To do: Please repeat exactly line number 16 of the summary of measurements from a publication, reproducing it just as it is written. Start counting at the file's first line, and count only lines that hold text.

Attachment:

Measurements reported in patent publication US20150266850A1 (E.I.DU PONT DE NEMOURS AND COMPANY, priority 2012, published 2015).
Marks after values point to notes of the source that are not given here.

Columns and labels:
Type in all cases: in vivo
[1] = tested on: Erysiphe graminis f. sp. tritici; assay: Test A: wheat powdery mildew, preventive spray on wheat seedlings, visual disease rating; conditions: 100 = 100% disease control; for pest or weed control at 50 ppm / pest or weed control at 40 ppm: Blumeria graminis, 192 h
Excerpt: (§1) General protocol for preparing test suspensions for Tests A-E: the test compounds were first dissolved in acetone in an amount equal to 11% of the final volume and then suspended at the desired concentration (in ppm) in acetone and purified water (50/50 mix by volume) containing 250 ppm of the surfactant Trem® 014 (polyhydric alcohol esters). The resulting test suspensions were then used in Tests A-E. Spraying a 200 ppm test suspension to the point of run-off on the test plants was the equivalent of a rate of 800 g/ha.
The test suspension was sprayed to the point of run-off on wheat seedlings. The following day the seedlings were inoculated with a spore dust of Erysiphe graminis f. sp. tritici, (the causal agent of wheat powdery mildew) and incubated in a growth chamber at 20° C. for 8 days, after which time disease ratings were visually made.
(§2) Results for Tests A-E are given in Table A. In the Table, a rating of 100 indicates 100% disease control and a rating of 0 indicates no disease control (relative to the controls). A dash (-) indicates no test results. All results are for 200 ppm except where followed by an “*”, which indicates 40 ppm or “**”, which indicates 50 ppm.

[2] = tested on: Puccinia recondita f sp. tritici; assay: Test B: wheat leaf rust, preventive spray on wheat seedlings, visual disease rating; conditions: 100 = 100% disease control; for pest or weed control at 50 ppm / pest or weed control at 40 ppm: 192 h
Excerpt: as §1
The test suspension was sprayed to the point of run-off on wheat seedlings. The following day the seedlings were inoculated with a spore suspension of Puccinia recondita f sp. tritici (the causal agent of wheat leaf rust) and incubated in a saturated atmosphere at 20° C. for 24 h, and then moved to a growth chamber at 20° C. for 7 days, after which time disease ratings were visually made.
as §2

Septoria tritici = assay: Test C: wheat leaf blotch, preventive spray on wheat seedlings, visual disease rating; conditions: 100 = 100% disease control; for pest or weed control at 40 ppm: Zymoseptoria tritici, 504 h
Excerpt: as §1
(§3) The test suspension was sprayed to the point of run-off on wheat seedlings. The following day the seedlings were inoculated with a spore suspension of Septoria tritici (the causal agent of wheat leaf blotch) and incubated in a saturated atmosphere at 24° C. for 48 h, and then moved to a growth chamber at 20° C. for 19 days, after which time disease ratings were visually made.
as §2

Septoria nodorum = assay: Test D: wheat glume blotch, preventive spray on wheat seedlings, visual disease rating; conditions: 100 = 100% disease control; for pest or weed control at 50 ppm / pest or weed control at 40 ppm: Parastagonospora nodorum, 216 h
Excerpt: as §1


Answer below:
as §2